Thanks for the comments, it is always interesting to know what everyone is thinking and how the project is perceived.
New features are a way to keep the motivation up. Jessicah is working on UEFI because otherwise she can’t run Haiku natively on his machine. Likewise, Kallisti5 spent a lot of time on the Radeon driver, and other people worked on USB3 support. If the devs can’t boot the OS on their own machines, the project will die.
Bug fixing takes a lot of investigation effort and is often not a very rewarding task. Hours or days of research, and at the end a barely noticed 2 line change to fix the problem. Not everyone can do this all the day.
The x86_64 port is already mostly complete and running well. It already was when we released alpha4, but we wanted to let it mature for some time before making it officially stable.
The PPC port is making progress because someone donated PPC hardware to one of the devs. mmu_man is working alone on this and it is not interfering with other things. I don’t think anyone can demand one of the devs to stop what he is doing (such as a port to PowerPC). If someone enjoy coding on PPC, why could we force them to do ARM?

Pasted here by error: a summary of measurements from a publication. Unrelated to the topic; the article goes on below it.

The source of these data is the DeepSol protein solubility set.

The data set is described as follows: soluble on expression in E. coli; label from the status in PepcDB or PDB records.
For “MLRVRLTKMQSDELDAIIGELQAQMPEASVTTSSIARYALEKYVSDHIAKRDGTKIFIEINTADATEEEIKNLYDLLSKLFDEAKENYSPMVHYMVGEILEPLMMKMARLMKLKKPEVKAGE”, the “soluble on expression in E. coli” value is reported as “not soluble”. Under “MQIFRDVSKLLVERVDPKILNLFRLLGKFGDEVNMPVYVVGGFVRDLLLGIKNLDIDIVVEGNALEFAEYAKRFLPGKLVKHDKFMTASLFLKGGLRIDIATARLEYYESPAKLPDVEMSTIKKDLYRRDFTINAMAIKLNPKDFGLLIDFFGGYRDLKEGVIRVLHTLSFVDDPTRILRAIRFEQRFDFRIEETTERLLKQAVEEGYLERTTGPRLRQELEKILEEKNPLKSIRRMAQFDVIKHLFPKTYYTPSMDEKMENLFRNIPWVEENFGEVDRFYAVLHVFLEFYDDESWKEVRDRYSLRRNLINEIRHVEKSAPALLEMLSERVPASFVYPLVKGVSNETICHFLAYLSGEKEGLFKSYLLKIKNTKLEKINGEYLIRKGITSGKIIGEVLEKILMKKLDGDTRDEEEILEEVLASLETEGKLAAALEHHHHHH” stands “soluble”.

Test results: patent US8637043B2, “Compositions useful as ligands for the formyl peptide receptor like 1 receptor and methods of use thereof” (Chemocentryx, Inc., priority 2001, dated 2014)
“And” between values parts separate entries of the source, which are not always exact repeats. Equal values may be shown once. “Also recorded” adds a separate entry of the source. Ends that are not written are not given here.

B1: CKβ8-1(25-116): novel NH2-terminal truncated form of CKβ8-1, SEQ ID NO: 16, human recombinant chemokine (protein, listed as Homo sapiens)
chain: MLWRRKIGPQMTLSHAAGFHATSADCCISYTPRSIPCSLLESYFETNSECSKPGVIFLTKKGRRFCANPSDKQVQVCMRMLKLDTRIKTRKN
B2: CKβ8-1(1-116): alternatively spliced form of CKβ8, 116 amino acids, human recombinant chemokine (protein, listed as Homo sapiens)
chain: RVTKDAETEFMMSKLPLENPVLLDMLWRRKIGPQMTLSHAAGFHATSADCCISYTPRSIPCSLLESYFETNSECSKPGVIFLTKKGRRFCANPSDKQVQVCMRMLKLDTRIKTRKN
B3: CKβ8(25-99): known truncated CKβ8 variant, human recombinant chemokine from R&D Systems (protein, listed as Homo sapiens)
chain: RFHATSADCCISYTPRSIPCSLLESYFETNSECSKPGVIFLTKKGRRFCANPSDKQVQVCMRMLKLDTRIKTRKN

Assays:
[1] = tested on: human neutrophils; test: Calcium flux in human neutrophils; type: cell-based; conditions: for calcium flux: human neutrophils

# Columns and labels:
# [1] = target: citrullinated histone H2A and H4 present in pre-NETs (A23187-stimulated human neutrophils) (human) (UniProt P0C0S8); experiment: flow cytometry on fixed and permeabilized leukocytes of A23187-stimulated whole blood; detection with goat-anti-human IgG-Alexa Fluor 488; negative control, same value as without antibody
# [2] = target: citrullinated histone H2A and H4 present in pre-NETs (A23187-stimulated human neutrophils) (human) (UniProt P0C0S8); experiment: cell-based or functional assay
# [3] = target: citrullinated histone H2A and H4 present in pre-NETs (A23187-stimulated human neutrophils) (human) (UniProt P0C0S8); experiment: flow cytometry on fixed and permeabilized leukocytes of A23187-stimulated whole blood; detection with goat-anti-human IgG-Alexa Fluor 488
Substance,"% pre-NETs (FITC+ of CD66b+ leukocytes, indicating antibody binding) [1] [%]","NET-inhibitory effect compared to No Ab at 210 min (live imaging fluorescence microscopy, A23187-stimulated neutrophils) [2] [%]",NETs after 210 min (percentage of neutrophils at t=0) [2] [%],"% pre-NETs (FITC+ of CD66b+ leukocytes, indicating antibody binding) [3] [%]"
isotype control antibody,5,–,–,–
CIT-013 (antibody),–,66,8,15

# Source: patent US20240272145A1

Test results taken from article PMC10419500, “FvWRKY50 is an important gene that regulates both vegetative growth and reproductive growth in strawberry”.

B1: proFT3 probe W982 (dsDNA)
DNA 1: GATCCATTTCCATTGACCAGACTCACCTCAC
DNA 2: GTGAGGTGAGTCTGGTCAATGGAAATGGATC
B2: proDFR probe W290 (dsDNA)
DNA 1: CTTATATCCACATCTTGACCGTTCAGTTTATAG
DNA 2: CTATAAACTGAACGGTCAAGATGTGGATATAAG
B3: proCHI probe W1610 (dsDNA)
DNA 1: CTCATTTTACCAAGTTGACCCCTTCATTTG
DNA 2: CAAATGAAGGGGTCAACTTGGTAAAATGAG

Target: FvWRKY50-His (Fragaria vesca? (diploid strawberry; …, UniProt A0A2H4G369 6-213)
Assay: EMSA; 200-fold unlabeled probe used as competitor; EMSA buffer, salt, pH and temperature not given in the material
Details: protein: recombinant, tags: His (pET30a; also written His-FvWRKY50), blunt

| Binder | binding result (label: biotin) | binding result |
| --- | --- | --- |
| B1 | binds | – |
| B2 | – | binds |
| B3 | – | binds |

We are very much aware that there has been way too much time since alpha 4. However, you are going a bit far in the other direction. When we do a release, there is a significant effort in quality assurance and testing before the release is shipped. The main point of package management was related to that, in two ways:
- By allowing for easy system updates, we can relax a lot our QA effort for a release, because we can update it later. This means we can release more often because there is less effort to do each time.
- The package management allows to automate a lot of the work in doing a release (rebuilding “optional packages” was getting un-manageable).
We can’t just pick a random nightly and tag it as a release. There is always something broken, and we want to limit regressions that users have to face. We try to have a reasonable release rate, and we have failed after alpha 4. There are multiple causes for that: lack of planning, underestimation of the work required for the package management, and lack of discipline from some devs who merged things too early into the trunk.
As for PR, there hasn’t been much activity on that side for a few years. This is yet another task that can be tackled without help from the same old developer team, and even completely outside of the Haiku project. For example, Leah Hanson did some articles and talks about the Haiku Vector Icon Format and that did raise some awareness about Haiku. Other people could do the same. If you want to organize an interview with a dev, I’ll be glad to answer questions. But I don’t think it is my duty to run after this. I usually prefer to work on the backstage.